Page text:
It is said that 3/4 of assaults on women are performed by people they knew prior to the incident. This is something I tell participants in my women’s self-defense classes. The scenario of an anonymous, malicious attacker coming at them from an alley or other remote location that women fear most is actually rare in comparison. This is a very important fact to address and should affect the way people teach self-defense for women.
More Common Assault Scenarios
So if the men are usually people that the women already know, what are the scenarios? Firstly, assault doesn’t necessarily mean an attack. An assault can be unwanted touching, like a sexual harassment situation at a night club, party or even at a workplace or at school. On the other hand, it could be more than that. Most rape situations that occur are date rapes. Another consideration is domestic violence involving a husband, boyfriend, father or brother, which is actually a very different type of situation, the scope of which I can’t really cover in this particular post. So what does this mean when it comes to teaching women’s self-defense?
First Line of Defense: Awareness
Awareness is the first line of defense. When it comes to dealing with people previously known by a woman, this can mean different things. It may mean recognizing potential miscreant behaviour in an individual like a man openly eyeing women, making demeaning comments, being very drunk or high, etc. Once a woman is aware of such behaviour, she can avoid situations in which she might come into contact with him or be alone with him, or she could report his behaviour to a bouncer, supervisor, teacher, etc. It could also mean being aware of the actions of people around you, like if a man she knows appears to be following her as she leaves a party, walks home from school, to her car after work, etc.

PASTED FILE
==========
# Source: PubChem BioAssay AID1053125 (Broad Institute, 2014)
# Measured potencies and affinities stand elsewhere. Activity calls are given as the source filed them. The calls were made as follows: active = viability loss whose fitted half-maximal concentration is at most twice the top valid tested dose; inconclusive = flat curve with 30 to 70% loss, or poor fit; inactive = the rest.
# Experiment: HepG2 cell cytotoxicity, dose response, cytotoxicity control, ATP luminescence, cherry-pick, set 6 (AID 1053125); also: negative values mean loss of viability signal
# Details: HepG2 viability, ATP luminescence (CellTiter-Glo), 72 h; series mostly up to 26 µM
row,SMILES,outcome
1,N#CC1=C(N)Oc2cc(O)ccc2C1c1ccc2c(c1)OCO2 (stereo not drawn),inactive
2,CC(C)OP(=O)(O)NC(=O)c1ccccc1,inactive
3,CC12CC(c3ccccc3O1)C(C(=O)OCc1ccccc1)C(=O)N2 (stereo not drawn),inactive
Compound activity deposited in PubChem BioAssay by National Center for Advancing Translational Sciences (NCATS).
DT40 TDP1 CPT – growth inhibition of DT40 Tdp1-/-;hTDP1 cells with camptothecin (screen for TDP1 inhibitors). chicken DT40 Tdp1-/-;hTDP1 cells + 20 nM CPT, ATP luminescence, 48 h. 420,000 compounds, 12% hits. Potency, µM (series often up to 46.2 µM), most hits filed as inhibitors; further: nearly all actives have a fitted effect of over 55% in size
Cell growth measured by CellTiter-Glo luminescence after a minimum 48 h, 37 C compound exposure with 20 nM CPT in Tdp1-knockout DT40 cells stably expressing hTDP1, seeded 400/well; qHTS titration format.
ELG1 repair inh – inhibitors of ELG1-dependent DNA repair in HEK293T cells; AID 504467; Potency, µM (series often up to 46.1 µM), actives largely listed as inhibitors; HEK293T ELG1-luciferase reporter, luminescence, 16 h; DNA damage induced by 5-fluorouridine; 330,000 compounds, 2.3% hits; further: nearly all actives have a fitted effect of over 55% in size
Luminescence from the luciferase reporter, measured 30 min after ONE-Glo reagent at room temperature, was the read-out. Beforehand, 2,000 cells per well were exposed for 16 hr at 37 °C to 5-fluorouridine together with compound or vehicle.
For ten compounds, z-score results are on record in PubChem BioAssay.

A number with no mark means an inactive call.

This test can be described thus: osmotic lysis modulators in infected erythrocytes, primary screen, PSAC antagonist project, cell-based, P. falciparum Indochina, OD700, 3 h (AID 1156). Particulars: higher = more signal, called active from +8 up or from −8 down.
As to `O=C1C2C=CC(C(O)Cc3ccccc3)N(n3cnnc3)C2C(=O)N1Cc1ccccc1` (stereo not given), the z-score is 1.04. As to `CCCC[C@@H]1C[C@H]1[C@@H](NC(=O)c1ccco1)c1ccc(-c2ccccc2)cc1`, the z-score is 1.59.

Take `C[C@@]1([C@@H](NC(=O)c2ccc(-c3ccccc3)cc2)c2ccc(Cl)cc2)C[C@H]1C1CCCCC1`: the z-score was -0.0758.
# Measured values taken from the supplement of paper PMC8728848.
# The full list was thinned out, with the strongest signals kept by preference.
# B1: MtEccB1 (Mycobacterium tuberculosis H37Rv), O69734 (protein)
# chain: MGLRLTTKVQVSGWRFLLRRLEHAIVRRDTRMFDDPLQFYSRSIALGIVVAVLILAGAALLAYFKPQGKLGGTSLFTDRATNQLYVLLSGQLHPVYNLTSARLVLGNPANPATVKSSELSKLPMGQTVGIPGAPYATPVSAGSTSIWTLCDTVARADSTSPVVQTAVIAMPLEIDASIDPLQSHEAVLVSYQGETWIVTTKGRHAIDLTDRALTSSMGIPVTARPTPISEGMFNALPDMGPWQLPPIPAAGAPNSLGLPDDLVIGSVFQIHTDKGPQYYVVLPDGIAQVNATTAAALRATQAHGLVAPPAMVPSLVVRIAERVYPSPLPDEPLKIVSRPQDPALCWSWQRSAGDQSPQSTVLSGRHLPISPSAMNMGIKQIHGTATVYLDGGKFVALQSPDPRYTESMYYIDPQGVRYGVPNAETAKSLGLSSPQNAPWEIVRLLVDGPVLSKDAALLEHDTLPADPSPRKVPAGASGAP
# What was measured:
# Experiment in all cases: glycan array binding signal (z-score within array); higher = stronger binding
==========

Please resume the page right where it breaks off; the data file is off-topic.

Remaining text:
And even if no “warning signs” are going off, a woman should still take precautions with men she is less familiar with. A woman should not go into man’s home alone when she doesn’t know him very well. She should make sure that people know where she is when she is going on a date, what time she should be home, where she can be reached, etc. And every woman should carry a cell phone. These are just a few precautions.
Second Line of Defense: Boundaries
Once a potential threat has been identified, and a woman is unable to avoid being in contact with the man, she should set boundaries to prevent assault. If possible, the woman should keep physical distance between her and the man. If he is approaching her in a way that makes her fell threatened, she should stand in an interview stance (strong leg back, hands up, palms facing him). If he makes overt advances on her in a way that makes her uncomfortable (verbally or physically), she should tell him to back off in an assertive, non-aggressive tone. If the man persists in his advances, she should increase the strength of her tone as necessary.
Third Line of Defense: Combat
If the threat develops into an assault, the woman may escalate to physical combat as a defense. Now if it is a social situation and the assault is fairly minor (i.e. unwanted touching) and using words and an assertive tone have done nothing, a woman might choose to use a less violent combat method (i.e. sharp kick to the shin, stamping on a foot, etc). I also teach women to combine this with words to gather witnesses, yelling “No!”, “Stop!” or “Let me go!” This will usually be enough in a social situation in which other people are around.
If it is a more serious assault situation, like rape or a violent attack from a man, it makes no difference whether they know the person or not. She may use as much force as is necessarily to nullify the situation. As a woman, of course, she is justified in using more force than the attacker is using on her to make up for her lack of size or strength as compared to her attacker.
Awareness and boundary-setting are the most important skills for women to learn. They are the ones that help women keep out of trouble in the first place. Combat is nice to know and helps with confidence, but ultimately the other two skills are the ones that will be used most often.